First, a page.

By Dustin Bindreiff

Finding a way to help a class of students develop resilience and support each other, while meeting the myriad of pacing calendars and school activities that fill up a school day is a tall order for even the most skilled teachers. Fortunately, the research base around trauma and resilience has advanced and an easier-said-than-done framework for creating trauma sensitive schools is emerging. In particular, research consistently highlights three common components to resilience:

  1. Belonging: Developing supportive relationships with others, especially caring adults.
  2. Agency: a sense self-efficacy and control over one’s life,
  3. Meaning: A greater understanding of life, spiritual or religious connection and sense of purpose.

Belonging and Trauma: Am I Safe?

Victims of trauma will often arrive at school with their brains focused on survival and detecting threats in the environment. As a result, they may struggle to focus on learning to cross multiply fractions, ask thoughtful questions, be creative, wait, or manage frustrations. Additionally, students in this mindset will be highly sensitive to the slightest social slight, potentially leading them to greatly overreact to benign interactions.

The process of shifting students from a focus on self-protection to engaged curiosity begins with providing students a sense of belonging. Belonging, the sense of physical and psychological safety is the first step to accessing executive functioning skills. A sense of safety puts the amygdala, the brain’s threat radar center, at ease allowing attention to focus on learning. This helps explain why the most frequently emphasized aspect of addressing trauma is the development of supportive relationships; in the case of children, especially with adults. As the Harvard Center for the Developing Child explains “The active ingredients in building resilience are supportive relationships with parents, coaches, teachers, caregivers, and other adults in the community.”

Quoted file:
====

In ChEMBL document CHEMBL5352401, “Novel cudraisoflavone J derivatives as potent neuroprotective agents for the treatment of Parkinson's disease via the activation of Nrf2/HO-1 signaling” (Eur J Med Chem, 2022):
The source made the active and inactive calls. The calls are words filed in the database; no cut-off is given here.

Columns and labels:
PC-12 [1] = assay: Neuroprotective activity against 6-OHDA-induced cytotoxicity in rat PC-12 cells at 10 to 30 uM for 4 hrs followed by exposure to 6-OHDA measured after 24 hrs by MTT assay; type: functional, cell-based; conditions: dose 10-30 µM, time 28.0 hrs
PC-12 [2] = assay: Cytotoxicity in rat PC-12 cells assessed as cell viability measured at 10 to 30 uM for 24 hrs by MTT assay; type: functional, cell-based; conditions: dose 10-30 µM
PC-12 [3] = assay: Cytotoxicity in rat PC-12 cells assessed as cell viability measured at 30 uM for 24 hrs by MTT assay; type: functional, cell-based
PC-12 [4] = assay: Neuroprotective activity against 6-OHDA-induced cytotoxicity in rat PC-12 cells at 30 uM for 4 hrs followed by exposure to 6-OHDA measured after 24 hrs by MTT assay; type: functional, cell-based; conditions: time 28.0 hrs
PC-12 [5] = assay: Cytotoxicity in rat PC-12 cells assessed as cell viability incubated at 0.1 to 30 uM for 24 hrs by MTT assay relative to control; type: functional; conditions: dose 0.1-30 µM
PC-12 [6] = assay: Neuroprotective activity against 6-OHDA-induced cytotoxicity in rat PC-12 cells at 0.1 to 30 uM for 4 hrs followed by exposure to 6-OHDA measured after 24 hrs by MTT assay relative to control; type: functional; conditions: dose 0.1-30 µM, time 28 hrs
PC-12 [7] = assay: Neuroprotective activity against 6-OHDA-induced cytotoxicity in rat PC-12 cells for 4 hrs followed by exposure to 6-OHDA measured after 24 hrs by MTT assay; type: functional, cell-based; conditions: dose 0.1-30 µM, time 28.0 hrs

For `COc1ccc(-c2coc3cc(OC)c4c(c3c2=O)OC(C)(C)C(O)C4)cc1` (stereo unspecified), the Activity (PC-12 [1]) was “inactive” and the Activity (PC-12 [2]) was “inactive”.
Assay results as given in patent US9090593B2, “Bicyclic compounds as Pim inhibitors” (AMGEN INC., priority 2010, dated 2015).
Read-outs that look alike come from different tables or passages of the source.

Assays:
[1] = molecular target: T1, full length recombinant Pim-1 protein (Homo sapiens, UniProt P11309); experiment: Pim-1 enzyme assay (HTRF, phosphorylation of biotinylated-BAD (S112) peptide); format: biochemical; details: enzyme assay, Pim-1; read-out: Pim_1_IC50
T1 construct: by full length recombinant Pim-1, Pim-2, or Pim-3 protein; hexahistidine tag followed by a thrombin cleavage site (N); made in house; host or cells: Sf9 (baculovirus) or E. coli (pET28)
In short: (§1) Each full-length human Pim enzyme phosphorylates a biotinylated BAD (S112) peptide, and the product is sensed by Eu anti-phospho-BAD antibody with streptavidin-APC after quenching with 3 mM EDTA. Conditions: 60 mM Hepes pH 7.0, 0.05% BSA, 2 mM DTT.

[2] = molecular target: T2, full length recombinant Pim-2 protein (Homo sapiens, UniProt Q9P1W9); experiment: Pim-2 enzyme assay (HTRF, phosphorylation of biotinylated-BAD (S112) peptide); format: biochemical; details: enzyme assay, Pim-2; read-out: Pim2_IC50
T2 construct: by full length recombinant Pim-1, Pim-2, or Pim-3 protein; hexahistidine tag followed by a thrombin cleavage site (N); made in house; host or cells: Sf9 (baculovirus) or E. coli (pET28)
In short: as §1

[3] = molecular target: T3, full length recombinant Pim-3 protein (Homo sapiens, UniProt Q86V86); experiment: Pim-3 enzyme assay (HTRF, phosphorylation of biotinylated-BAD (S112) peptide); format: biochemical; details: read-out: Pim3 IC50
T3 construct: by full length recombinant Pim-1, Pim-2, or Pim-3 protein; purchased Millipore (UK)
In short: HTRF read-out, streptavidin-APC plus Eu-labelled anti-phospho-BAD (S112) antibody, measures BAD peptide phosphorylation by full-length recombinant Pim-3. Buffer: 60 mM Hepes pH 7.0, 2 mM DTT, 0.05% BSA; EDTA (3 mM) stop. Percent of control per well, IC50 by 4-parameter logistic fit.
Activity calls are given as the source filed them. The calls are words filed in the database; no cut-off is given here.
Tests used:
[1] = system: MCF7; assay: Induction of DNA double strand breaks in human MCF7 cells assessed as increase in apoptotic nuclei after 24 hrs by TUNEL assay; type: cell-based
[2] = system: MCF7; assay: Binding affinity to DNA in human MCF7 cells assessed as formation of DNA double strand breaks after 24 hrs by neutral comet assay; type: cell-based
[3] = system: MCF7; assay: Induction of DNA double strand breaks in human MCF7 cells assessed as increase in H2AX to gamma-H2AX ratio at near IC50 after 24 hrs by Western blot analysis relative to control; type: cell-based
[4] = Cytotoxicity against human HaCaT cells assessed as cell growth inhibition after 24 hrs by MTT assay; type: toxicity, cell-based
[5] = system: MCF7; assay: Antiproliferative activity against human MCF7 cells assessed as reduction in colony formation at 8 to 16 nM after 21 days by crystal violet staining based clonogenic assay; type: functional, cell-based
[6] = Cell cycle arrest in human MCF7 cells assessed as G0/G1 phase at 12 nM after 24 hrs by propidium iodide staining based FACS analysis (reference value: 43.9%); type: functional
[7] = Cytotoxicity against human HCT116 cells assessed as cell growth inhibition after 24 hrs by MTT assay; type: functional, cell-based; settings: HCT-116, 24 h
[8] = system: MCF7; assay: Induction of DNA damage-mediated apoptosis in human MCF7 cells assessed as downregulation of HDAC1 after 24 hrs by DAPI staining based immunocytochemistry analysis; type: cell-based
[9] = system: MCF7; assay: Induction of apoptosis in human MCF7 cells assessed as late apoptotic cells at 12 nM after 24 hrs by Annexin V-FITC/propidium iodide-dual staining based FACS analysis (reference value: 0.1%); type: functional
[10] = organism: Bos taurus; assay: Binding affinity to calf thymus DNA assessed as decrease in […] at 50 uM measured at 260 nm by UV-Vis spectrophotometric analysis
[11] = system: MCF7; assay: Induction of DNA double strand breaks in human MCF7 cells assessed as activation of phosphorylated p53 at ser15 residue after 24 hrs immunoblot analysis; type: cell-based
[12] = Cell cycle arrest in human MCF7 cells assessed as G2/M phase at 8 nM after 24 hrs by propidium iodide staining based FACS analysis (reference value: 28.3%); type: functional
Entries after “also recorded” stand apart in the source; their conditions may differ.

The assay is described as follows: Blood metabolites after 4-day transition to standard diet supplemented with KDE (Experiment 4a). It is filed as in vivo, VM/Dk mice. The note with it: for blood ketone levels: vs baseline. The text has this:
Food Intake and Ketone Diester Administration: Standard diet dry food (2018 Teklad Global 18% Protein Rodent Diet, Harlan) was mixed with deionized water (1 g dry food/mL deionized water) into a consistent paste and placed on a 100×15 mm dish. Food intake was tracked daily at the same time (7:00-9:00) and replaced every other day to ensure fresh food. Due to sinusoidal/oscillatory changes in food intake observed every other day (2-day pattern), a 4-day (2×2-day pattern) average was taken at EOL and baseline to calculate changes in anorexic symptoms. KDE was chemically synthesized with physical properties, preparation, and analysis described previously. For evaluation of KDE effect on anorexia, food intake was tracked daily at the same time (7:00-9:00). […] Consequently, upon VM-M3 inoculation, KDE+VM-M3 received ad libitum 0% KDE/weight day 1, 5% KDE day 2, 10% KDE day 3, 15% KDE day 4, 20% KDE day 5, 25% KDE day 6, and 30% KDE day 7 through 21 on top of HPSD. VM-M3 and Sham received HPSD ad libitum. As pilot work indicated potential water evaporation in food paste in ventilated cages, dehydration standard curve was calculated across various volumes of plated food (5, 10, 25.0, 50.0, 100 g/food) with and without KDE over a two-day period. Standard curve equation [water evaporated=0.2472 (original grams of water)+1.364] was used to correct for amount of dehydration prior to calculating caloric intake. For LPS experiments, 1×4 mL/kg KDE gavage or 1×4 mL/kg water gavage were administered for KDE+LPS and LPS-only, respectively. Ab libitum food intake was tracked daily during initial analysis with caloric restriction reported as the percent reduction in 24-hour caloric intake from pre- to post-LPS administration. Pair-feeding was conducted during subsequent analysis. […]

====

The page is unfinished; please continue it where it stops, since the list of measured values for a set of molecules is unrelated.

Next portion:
The classroom is a highly social place; everything students do is observed and judged by peers and adults. For even the most well-adjusted students, this can make raising a hand to say “I don’t understand.” an act of courage. This pressure becomes compounded for trauma victims and even more so when they also have learning difficulties. Their hypervigilance in such highly public settings can compound sensitivity to environmental cues and results in high levels of stress hormones coursing through their body making self-control nearly impossible.

Agency and Trauma: Is There Something I Can Do About It?